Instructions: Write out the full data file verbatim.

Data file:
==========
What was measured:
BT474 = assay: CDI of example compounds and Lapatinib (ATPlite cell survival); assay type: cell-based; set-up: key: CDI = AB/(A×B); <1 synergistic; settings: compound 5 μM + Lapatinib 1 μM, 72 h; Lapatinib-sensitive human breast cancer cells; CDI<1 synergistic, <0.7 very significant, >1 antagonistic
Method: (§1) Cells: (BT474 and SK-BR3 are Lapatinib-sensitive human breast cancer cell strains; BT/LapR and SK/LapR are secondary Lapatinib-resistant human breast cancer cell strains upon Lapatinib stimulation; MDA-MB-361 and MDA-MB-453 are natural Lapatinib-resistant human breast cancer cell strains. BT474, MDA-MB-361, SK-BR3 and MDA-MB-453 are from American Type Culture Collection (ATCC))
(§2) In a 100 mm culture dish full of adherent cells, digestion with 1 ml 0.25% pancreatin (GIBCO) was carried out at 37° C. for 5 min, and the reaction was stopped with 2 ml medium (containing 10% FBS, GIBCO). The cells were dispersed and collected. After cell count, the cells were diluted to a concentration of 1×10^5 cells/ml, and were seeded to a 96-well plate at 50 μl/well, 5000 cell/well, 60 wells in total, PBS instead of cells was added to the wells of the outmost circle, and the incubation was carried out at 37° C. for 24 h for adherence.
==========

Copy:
What was measured:
BT474 = assay: CDI of example compounds and Lapatinib (ATPlite cell survival); assay type: cell-based; set-up: key: CDI = AB/(A×B); <1 synergistic; settings: compound 5 μM + Lapatinib 1 μM, 72 h; Lapatinib-sensitive human breast cancer cells; CDI<1 synergistic, <0.7 very significant, >1 antagonistic
Method: (§1) Cells: (BT474 and SK-BR3 are Lapatinib-sensitive human breast cancer cell strains; BT/LapR and SK/LapR are secondary Lapatinib-resistant human breast cancer cell strains upon Lapatinib stimulation; MDA-MB-361 and MDA-MB-453 are natural Lapatinib-resistant human breast cancer cell strains. BT474, MDA-MB-361, SK-BR3 and MDA-MB-453 are from American Type Culture Collection (ATCC))
(§2) In a 100 mm culture dish full of adherent cells, digestion with 1 ml 0.25% pancreatin (GIBCO) was carried out at 37° C. for 5 min, and the reaction was stopped with 2 ml medium (containing 10% FBS, GIBCO). The cells were dispersed and collected. After cell count, the cells were diluted to a concentration of 1×10^5 cells/ml, and were seeded to a 96-well plate at 50 μl/well, 5000 cell/well, 60 wells in total, PBS instead of cells was added to the wells of the outmost circle, and the incubation was carried out at 37° C. for 24 h for adherence.